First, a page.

In conclusion, the results of this study provided appropriate and useful suggestions about the distal posterior approach using the US-guided or blind technique in the clinical field. However, this study had a limitation that it could not suggest the accurate success rate or optimal quantity of local anesthetics to be used for AN blockade in various regions. This limitation could be attributable to the observational and comparative nature of this study, and the limited number of cadaveric dissections performed and patients undergoing US examination. This can be resolved in future studies with cadaveric studies using dye injection or clinical trials based on the results of this study.

The authors would like to thank Mr. Seong-In John at Setopito for preparing the figures. The authors thank the body donors and their families, as it would have been impossible for us to complete this study without their generous donation.

No potential conflict of interest relevant to this article was reported.

FUNDING

This study was supported by Wonkwang University in 2018.

Fig. 1. Marking method showing the course of the accessory nerve (yellow colored head pins) and transverse cervical artery (red colored head pins). Tz: trapezius muscles.
Fig. 2. Lines and points defined for analyzing the positional relationship between the spinal accessory nerve and reference line connecting the superior and inferior angles of the scapula. SA: superior angle of scapula, SS: spine of scapula, IA: inferior angle of scapula.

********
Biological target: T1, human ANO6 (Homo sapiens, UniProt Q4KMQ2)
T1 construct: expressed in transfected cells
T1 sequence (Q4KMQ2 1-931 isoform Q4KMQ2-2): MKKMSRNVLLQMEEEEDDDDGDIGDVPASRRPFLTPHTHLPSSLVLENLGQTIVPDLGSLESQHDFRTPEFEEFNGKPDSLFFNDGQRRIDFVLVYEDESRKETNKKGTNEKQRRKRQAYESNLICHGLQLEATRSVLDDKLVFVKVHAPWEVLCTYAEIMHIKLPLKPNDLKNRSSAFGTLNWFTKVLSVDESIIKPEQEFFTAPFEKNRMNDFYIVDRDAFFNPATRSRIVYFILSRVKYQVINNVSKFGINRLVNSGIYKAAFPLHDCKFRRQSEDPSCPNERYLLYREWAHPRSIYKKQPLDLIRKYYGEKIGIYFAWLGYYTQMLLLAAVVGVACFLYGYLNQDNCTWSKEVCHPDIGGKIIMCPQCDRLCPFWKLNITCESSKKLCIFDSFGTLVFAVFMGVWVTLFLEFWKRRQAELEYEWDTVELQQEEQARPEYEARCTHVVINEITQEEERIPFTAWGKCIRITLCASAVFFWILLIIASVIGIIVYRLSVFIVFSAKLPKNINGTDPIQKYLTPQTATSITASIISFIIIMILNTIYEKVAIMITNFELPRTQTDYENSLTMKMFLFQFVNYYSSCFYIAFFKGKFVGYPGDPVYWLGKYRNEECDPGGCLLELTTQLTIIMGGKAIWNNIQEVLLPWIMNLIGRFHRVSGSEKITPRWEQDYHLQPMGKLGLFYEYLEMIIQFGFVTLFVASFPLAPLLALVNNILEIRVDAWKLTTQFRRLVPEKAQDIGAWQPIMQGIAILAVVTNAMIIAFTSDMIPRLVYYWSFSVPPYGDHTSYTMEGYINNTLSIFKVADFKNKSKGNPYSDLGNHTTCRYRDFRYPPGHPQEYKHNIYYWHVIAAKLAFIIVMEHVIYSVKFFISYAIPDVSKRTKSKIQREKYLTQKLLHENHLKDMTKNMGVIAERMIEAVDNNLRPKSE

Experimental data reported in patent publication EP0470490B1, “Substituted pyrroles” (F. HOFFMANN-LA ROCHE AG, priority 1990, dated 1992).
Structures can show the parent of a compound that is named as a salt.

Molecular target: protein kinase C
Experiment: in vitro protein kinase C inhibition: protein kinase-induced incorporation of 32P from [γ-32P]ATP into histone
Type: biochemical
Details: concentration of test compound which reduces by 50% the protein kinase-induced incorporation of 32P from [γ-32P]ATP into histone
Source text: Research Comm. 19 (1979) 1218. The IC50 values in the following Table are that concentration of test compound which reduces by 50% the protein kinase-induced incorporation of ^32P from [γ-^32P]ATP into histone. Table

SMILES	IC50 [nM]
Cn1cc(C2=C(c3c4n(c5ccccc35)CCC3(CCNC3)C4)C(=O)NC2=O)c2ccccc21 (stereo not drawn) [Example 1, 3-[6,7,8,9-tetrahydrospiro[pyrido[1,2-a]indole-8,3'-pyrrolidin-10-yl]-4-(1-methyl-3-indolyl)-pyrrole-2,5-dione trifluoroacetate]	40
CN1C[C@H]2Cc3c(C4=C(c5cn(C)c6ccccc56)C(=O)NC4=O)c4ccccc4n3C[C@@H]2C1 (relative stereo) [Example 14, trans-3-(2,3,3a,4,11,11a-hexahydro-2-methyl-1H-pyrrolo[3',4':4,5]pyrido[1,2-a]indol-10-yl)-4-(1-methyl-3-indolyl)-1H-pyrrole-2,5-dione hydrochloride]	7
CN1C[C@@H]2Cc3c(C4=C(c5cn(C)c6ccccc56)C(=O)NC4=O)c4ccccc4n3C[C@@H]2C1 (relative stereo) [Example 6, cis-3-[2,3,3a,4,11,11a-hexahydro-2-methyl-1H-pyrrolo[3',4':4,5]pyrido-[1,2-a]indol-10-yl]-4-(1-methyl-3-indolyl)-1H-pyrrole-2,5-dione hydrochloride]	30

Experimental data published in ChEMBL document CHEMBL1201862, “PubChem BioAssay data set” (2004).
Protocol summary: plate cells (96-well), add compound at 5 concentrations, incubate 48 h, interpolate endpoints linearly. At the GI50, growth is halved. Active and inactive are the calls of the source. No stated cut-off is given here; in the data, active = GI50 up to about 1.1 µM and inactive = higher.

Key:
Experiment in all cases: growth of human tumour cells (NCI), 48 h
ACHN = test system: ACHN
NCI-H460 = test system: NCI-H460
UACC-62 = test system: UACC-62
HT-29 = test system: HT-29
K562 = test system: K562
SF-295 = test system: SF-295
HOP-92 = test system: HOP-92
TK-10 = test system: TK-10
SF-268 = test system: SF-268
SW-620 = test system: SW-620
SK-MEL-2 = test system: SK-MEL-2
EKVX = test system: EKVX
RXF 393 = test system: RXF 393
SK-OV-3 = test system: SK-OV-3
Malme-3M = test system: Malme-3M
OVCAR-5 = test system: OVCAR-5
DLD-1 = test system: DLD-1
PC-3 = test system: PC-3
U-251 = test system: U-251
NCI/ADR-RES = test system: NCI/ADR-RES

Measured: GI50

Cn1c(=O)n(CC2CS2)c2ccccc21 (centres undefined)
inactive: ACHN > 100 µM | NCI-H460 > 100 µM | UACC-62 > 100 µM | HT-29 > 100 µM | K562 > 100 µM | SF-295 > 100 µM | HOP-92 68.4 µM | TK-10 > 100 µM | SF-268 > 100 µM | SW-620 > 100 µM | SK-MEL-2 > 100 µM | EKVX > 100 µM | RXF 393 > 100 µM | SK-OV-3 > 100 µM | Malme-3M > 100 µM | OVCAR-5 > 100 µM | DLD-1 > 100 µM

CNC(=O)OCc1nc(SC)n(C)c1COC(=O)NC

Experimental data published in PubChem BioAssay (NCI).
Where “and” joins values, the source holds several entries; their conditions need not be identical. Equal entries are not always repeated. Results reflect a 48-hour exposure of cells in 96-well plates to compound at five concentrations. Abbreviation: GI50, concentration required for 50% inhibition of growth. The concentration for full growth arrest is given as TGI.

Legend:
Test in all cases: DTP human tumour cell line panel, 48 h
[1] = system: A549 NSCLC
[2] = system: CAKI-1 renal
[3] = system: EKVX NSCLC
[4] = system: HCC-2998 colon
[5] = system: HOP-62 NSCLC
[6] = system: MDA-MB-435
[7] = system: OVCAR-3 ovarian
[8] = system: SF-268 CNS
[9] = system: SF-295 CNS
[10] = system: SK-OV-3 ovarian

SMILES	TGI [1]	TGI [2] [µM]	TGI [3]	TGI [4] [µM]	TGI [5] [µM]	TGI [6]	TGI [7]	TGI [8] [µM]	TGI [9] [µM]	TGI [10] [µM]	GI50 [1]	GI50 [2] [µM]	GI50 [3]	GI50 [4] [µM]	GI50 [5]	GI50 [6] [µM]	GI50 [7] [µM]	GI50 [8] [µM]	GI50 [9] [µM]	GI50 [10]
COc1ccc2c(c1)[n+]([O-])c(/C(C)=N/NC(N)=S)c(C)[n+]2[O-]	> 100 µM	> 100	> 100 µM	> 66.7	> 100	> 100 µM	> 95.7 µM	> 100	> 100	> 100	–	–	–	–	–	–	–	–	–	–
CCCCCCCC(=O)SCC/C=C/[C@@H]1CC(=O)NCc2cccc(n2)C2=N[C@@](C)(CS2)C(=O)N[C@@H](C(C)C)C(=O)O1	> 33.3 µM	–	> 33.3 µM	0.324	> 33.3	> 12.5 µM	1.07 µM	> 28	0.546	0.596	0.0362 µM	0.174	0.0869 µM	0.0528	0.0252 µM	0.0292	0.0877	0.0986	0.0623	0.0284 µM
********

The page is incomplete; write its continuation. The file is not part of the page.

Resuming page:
Fig. 3. Frequency and distance of the transverse cervical artery (A) and accessory nerve (B) at the level of each line of the cadavers (green and red colored bars indicate the structures passing toward the medial and lateral sides of the reference line connecting the superior and inferior angles of the scapula, respectively).
Fig. 4. Ultrasound (US) images and frequency of the detected transverse cervical artery; In the panels A–D show US images of the same patient at the lines I–IV, respectively. Tz: trapezius muscle, Rm: rhomboid minor muscle, Sc: scapula, SS: supraspinatus muscle.
Fig. 5. Recommendable point under ultrasound guided or blind injection technique. SA: superior angle of scapula, SS: spine of scapula, IA: inferior angle of scapula.

Measurement of Distance between the Accessory Nerve and Transverse Cervical Artery (TCA) at Each Line (Lines I–VI) of the Cadavers

Line Medial to the TCA Lateral to the TCA Total


Distance (mm) Specimens Distance (mm) Specimens


I 5.8 ± 3.7 (0.6–9.5) 7 5.6 ± 4.3 (1.0–14.1) 12 19
II 8.6 ± 6.6 (1.0–20.5) 10 4.1 ± 2.7 (0.3–9.5) 11 21
III 6.1 ± 5.1 (0.3–15.3) 11 7.5 ± 6.1 (1.7–18.1) 7 18
IV 9.5 ± 4.7 (4.0–16.5) 5 6.4 ± 4.7 (3.1–13.2) 4 9
V 9.0 ± 6.5 (2.3–15.3) 3 7 1 4
VI 9.2 1 8.8 1 2

Values are presented as mean ± standard deviation (range) or number only.